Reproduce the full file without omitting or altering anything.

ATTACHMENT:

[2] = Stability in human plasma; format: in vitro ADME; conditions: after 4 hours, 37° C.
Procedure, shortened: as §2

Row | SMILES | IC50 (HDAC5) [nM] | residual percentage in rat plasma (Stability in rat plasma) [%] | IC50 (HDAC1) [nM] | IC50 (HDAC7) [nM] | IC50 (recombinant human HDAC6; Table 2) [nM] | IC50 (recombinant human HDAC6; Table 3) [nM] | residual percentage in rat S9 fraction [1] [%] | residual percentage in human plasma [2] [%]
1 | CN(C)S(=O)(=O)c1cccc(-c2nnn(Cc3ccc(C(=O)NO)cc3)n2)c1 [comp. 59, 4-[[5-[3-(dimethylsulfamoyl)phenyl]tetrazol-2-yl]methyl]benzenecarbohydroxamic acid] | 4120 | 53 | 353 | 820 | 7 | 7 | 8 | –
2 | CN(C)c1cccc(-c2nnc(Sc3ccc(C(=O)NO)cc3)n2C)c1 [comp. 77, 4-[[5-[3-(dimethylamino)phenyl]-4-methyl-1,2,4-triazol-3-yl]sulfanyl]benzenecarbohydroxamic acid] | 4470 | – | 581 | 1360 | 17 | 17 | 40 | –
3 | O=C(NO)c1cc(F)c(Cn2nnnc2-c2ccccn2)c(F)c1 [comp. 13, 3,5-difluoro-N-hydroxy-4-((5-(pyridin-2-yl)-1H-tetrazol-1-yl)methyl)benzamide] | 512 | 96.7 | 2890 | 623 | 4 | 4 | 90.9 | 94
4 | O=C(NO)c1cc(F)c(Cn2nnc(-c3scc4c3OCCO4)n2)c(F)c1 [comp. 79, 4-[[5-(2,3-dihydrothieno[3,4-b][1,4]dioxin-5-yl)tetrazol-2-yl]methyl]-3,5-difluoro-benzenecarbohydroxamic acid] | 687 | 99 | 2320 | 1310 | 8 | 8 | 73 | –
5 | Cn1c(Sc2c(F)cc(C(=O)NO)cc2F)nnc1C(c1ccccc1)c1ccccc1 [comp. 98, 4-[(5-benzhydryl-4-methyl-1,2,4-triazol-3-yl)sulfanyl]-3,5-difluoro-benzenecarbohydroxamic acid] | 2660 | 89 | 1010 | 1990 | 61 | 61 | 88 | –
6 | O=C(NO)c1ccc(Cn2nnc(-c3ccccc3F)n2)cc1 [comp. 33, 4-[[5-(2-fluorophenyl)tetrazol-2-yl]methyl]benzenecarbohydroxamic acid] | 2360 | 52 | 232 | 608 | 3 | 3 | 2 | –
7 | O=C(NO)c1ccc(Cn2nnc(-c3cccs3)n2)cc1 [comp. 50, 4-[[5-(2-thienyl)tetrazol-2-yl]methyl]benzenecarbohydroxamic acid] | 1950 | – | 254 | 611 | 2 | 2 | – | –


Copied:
[2] = Stability in human plasma; format: in vitro ADME; conditions: after 4 hours, 37° C.
Procedure, shortened: as §2

Row | SMILES | IC50 (HDAC5) [nM] | residual percentage in rat plasma (Stability in rat plasma) [%] | IC50 (HDAC1) [nM] | IC50 (HDAC7) [nM] | IC50 (recombinant human HDAC6; Table 2) [nM] | IC50 (recombinant human HDAC6; Table 3) [nM] | residual percentage in rat S9 fraction [1] [%] | residual percentage in human plasma [2] [%]
1 | CN(C)S(=O)(=O)c1cccc(-c2nnn(Cc3ccc(C(=O)NO)cc3)n2)c1 [comp. 59, 4-[[5-[3-(dimethylsulfamoyl)phenyl]tetrazol-2-yl]methyl]benzenecarbohydroxamic acid] | 4120 | 53 | 353 | 820 | 7 | 7 | 8 | –
2 | CN(C)c1cccc(-c2nnc(Sc3ccc(C(=O)NO)cc3)n2C)c1 [comp. 77, 4-[[5-[3-(dimethylamino)phenyl]-4-methyl-1,2,4-triazol-3-yl]sulfanyl]benzenecarbohydroxamic acid] | 4470 | – | 581 | 1360 | 17 | 17 | 40 | –
3 | O=C(NO)c1cc(F)c(Cn2nnnc2-c2ccccn2)c(F)c1 [comp. 13, 3,5-difluoro-N-hydroxy-4-((5-(pyridin-2-yl)-1H-tetrazol-1-yl)methyl)benzamide] | 512 | 96.7 | 2890 | 623 | 4 | 4 | 90.9 | 94
4 | O=C(NO)c1cc(F)c(Cn2nnc(-c3scc4c3OCCO4)n2)c(F)c1 [comp. 79, 4-[[5-(2,3-dihydrothieno[3,4-b][1,4]dioxin-5-yl)tetrazol-2-yl]methyl]-3,5-difluoro-benzenecarbohydroxamic acid] | 687 | 99 | 2320 | 1310 | 8 | 8 | 73 | –
5 | Cn1c(Sc2c(F)cc(C(=O)NO)cc2F)nnc1C(c1ccccc1)c1ccccc1 [comp. 98, 4-[(5-benzhydryl-4-methyl-1,2,4-triazol-3-yl)sulfanyl]-3,5-difluoro-benzenecarbohydroxamic acid] | 2660 | 89 | 1010 | 1990 | 61 | 61 | 88 | –
6 | O=C(NO)c1ccc(Cn2nnc(-c3ccccc3F)n2)cc1 [comp. 33, 4-[[5-(2-fluorophenyl)tetrazol-2-yl]methyl]benzenecarbohydroxamic acid] | 2360 | 52 | 232 | 608 | 3 | 3 | 2 | –
7 | O=C(NO)c1ccc(Cn2nnc(-c3cccs3)n2)cc1 [comp. 50, 4-[[5-(2-thienyl)tetrazol-2-yl]methyl]benzenecarbohydroxamic acid] | 1950 | – | 254 | 611 | 2 | 2 | – | –